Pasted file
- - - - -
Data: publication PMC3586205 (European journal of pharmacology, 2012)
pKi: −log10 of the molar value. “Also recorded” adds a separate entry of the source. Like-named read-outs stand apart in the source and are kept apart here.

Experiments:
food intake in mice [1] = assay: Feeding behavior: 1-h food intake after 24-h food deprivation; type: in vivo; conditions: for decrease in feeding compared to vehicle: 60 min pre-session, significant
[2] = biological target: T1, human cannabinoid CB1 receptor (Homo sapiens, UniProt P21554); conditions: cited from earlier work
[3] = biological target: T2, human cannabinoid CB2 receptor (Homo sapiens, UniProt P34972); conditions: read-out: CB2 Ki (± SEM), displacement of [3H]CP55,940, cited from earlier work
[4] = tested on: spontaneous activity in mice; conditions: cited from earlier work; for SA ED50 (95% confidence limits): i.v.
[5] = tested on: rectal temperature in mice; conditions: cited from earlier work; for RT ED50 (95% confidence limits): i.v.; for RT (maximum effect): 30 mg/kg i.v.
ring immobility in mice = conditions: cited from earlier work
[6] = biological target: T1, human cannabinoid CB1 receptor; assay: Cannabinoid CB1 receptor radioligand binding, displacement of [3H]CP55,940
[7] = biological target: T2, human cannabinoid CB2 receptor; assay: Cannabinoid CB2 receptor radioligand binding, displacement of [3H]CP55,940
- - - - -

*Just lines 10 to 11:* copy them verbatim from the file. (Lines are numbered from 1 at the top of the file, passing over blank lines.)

[6] = biological target: T1, human cannabinoid CB1 receptor; assay: Cannabinoid CB1 receptor radioligand binding, displacement of [3H]CP55,940
[7] = biological target: T2, human cannabinoid CB2 receptor; assay: Cannabinoid CB2 receptor radioligand binding, displacement of [3H]CP55,940